Quotation of the Day:  Imperious Caesar. dead and turn’d to clay, Might stop a hole to keep the wind away: O, that that earth, which kept the world in awe, Should patch a wall to expel the winter’s flaw! –William Shakespeare in Hamlet: Act V, Scene 1

1 – Ammer, Christine. The American Heritage Dictionary of Idioms. Boston: Houghton Mifflin Company, 1997.

April 21:  Complex Sentence Day

On his day in 1989, the film Field Of Dreams made its debut in American theaters.  The film stars Kevin Costner as a farmer who hears voices in his cornfield imploring him to build a baseball field.  The film is an adaptation of a magical realist novel, Shoeless Joe by Canadian author W. P. Kinsella.  The book and film form the perfect mix of sentimental themes of fantasy, baseball, and family.

The most memorable line of the film — a line which has become one of the most memorable movie lines of all time — comes from the voice that Costner’s character, Ray Kinsella, hears in his cornfield.  The voice says, “If you build it, he will come.”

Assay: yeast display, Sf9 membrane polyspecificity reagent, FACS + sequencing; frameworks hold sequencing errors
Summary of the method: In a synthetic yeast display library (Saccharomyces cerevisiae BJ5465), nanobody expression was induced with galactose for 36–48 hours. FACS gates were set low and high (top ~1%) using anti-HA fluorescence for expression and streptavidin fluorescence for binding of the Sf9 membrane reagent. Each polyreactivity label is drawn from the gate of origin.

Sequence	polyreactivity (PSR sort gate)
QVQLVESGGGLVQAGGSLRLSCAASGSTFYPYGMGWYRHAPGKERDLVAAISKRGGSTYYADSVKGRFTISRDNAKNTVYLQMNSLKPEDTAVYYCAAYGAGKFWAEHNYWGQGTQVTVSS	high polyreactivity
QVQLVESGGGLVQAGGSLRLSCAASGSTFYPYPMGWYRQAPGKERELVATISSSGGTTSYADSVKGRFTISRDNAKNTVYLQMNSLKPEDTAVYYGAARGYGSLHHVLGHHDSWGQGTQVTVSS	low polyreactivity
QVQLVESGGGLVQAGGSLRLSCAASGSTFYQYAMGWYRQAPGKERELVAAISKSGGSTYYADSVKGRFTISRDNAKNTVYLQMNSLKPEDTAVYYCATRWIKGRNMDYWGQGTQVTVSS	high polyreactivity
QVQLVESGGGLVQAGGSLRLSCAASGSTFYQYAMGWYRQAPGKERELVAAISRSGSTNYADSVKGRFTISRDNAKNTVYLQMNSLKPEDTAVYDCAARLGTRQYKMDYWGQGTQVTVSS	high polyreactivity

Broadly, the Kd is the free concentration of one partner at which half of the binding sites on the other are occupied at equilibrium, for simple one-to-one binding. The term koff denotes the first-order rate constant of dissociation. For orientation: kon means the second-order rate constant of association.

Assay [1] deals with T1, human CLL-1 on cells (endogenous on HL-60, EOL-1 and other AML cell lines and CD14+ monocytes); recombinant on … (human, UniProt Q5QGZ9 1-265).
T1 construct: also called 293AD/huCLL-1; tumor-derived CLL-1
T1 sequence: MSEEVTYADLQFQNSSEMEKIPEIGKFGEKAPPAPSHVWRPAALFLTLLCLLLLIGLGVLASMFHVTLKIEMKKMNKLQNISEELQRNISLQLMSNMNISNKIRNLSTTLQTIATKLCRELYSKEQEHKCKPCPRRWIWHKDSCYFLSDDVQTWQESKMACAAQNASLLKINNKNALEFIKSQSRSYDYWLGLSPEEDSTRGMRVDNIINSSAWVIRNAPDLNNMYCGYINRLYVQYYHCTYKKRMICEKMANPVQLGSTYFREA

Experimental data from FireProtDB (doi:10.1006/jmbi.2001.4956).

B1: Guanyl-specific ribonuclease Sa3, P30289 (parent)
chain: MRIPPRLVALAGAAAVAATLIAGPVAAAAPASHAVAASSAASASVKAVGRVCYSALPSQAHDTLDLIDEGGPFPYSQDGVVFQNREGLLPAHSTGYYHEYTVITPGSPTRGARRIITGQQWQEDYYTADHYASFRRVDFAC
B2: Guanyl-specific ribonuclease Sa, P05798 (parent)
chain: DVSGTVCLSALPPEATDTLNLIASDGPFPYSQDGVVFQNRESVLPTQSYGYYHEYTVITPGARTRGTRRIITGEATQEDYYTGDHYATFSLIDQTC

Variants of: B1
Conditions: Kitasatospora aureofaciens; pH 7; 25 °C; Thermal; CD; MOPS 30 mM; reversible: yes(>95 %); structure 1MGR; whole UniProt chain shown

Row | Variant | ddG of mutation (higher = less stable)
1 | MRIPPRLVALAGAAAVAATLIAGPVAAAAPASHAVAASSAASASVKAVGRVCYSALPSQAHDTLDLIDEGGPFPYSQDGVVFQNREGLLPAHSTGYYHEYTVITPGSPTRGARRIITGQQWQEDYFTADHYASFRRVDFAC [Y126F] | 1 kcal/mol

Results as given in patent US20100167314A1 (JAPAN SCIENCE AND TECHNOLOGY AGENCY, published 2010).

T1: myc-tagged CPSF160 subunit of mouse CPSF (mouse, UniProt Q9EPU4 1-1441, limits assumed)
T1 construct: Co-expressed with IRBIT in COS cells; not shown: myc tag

This line, along with the film’s tagline “If you believe the impossible, the incredible can come true,” are textbook examples of complex sentences.

Unlike a simple sentence, which features a single independent clause, or a compound sentence that features two independent clauses, a complex sentence features an independent clause and at least one dependent clause (also known as a subordinate clause).  

For example, the line that farmer Kinsella hears in his cornfield begins with a dependent clause, a clause that cannot stand alone:

If you build it

To complete the sentence, and to make it a complete complex sentence, the independent clause is added at the end.

If you build it, he will come.

Complex sentences are an essential element of any effective writer’s repertoire because they not only provide sentence variety, but they also combine ideas logically, showing a reader the relationship between two ideas.  For example, notice the differences between the sentences below:

Because he loves baseball, Bill plays every day.

Although he loves baseball, Bill plays tennis in the spring.

After he plays baseball, Bill always cleans his cleats.

If Bill’s team wins their baseball game, they will be in the playoffs.

Each of the sentences is complex, beginning with a dependent clause; however, in each sentence, the logical relationship between the clauses is different.  In the first, the relationship is cause and effect; in the second, it’s contrast; in the third, it’s time; and in the fourth, it’s conditional.